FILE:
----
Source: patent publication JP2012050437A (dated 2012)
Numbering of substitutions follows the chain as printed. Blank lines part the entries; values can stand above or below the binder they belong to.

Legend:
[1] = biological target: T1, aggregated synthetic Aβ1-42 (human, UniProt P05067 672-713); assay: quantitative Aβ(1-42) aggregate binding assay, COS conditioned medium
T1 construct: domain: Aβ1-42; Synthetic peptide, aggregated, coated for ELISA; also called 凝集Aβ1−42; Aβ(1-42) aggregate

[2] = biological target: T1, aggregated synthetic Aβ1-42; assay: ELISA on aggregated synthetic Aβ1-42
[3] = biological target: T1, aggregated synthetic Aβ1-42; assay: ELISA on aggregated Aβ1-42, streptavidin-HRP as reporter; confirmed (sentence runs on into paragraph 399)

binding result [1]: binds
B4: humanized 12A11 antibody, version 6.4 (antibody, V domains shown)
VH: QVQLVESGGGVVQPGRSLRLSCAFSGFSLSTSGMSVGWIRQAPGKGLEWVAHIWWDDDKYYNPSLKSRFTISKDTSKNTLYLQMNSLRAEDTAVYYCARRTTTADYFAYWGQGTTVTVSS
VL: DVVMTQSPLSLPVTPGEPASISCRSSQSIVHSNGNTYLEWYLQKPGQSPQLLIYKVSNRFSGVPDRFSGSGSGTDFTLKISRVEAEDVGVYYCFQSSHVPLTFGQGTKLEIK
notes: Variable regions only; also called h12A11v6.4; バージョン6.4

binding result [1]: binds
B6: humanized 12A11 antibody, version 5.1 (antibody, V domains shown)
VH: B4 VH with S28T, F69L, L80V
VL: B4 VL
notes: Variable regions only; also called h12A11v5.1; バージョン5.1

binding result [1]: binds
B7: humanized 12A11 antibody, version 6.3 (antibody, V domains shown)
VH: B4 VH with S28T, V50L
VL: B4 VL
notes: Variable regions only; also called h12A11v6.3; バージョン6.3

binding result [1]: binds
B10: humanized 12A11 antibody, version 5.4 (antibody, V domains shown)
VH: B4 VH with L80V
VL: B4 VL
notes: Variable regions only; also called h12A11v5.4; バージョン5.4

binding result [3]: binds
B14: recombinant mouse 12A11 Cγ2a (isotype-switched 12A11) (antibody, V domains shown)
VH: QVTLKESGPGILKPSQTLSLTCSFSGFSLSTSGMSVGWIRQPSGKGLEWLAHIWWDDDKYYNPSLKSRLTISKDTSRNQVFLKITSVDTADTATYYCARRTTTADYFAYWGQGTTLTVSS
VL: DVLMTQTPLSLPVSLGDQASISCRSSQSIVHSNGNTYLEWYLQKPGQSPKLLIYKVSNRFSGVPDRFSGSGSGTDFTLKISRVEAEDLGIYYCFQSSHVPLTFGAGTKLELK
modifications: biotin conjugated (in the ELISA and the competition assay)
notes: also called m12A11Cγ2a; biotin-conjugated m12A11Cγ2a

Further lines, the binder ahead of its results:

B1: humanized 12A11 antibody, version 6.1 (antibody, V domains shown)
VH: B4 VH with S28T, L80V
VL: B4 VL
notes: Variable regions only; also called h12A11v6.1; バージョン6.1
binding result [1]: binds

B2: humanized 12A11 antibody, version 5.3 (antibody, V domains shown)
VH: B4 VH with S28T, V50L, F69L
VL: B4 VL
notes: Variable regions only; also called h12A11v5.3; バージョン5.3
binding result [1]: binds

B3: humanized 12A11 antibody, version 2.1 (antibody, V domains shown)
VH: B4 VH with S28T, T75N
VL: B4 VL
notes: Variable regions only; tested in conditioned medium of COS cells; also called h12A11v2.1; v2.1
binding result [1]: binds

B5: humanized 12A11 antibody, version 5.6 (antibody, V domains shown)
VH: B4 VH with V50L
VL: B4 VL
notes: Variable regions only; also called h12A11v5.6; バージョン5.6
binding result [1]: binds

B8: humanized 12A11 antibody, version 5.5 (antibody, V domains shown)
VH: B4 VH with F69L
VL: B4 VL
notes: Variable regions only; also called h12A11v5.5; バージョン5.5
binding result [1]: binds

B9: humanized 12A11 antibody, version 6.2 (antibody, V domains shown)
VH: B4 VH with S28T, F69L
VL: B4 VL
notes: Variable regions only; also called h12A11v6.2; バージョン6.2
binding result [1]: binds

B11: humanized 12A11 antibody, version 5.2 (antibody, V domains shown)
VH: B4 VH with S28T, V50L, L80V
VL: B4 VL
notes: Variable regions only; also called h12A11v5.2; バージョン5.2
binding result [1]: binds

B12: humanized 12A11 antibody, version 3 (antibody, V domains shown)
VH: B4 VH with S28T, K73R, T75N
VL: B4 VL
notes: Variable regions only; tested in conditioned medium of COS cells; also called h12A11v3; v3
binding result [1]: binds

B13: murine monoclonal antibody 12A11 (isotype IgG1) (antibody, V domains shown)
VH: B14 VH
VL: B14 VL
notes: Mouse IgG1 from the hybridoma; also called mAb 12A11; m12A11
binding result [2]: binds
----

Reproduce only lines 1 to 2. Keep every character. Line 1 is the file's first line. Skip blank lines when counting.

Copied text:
Source: patent publication JP2012050437A (dated 2012)
Numbering of substitutions follows the chain as printed. Blank lines part the entries; values can stand above or below the binder they belong to.